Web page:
Who is crazy enough to take a 40-day trip to Europe? Well, we did it, but that really wasn't what we set out to do. We were really looking for a two-week Elderhostel barge trip in Burgundy. Jane and I, each looking through the catalog separately, spotted a picture of the Star Clipper under full sail. After reading a summary of the trip, we couldn't resist. Even though it was about the most expensive Elderhostel tour, we promptly signed up for "From Napoleon to the Riviera II." The tour ran from 10 to 25 September 1999. It included four days in Paris, three in Monaco, and seven aboard the four-masted Star Clipper.
It was our first Elderhostel tour, and we discovered that we could stay in Europe afterwards without having to pay any additional air fare. (In fact, we got a small rebate.) So, instead of flying home after the tour, we stayed in Europe for another 25 days, doing things we had been planning to do on a separate trip. Originally that only included visiting old friends in Italy and Germany and seeing the German villages of Darrell's ancestors (in the Rhineland and in Hesse). In the planning process, though, we added visits to Liguria (the Italian Riviera south of Genoa) and to Lake Como, a drive through Switzerland, an extended visit with some new German "Internet friends," visits to Strasbourg and Trier, and a visit with American friends living in Luxembourg.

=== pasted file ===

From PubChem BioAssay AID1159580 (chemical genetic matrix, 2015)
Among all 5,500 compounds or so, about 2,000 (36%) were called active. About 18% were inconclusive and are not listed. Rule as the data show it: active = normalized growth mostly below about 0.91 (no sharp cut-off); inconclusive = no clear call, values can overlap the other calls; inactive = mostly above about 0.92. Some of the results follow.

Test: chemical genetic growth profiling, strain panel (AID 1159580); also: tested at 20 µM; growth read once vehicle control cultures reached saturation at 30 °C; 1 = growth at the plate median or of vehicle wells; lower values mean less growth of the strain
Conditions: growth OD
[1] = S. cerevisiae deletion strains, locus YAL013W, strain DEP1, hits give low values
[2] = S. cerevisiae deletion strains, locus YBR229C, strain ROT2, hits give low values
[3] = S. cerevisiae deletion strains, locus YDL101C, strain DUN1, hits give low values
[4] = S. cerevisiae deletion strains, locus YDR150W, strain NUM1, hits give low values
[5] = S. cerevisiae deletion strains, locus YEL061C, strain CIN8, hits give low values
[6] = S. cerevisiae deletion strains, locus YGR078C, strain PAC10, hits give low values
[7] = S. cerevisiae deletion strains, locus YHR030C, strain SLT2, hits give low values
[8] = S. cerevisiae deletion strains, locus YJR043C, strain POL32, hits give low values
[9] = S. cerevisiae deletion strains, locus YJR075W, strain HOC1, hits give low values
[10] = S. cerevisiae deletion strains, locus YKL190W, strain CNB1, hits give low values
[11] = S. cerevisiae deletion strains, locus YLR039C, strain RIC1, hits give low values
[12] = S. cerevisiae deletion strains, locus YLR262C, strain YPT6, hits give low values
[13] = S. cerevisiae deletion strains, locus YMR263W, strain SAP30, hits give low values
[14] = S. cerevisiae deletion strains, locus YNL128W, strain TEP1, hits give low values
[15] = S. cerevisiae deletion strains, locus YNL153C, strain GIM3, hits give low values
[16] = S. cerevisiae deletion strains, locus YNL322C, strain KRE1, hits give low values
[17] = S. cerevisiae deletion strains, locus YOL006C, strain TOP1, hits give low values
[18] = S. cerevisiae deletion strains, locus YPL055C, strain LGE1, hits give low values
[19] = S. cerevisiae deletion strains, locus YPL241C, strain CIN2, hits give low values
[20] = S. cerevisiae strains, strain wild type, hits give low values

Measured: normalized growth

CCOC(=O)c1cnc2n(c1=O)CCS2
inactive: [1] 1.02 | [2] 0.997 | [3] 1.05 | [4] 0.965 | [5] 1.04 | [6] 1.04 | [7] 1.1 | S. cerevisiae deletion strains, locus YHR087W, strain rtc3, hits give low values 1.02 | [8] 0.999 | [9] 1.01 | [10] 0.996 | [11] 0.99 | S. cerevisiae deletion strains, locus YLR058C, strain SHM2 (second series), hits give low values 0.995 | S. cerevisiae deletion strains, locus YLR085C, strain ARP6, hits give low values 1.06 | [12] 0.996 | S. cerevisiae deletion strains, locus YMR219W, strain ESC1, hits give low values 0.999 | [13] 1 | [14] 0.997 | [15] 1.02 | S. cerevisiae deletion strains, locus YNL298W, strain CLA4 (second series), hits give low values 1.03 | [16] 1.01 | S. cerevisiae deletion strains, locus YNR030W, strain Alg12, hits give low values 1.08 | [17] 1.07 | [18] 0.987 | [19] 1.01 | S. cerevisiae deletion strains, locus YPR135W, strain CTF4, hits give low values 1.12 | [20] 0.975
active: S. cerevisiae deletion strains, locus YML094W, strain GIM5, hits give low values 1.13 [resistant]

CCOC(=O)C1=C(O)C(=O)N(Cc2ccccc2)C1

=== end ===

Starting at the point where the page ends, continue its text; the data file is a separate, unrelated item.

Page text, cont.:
Our plans were modified only slightly when our son, Randall, asked if he could join us on the trip. He was the only one of our four sons who had not been back to Europe since our family came back from Germany in 1973. We were able to accommodate his request rather smoothly because we would be passing by Milan about half way through the trip and could conveniently pick him up at the airport there. With three of us now traveling, we decided that renting a car for the full 25 days after the Elderhostel tour would cost less than buying three Eurail passes. It would also provide us more flexibility and, in some areas (e.g., visiting ancestral villages) a car was absolutely essential. We also modified our plans to allow Randall to see some of the places (Heidelberg & Frankfurt) he might remember from when we lived in Europe.
Recognizing that a single diary covering the entire 40 days of diverse activities would challenge the attention span of even the most dedicated reader, this trip journal is divided into three distinct parts: